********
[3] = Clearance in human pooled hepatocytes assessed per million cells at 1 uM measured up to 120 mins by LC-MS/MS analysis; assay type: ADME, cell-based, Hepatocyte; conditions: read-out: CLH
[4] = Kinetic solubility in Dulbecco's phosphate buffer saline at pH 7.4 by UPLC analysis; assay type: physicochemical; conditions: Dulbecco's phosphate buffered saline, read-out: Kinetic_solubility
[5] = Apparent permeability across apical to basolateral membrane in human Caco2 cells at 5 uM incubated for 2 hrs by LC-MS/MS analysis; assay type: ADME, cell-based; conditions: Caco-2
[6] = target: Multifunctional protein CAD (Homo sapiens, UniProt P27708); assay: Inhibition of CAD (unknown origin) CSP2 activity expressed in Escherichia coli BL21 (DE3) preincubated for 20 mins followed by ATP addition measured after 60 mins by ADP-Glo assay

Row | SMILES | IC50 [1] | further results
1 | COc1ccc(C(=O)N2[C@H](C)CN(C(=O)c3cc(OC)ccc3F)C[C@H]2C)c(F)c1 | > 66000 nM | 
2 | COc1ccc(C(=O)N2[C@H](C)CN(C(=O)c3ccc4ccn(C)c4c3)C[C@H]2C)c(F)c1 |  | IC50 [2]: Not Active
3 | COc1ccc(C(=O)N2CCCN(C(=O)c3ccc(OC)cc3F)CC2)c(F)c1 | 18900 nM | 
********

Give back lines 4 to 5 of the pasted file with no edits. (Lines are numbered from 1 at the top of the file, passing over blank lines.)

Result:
[6] = target: Multifunctional protein CAD (Homo sapiens, UniProt P27708); assay: Inhibition of CAD (unknown origin) CSP2 activity expressed in Escherichia coli BL21 (DE3) preincubated for 20 mins followed by ATP addition measured after 60 mins by ADP-Glo assay

Row | SMILES | IC50 [1] | further results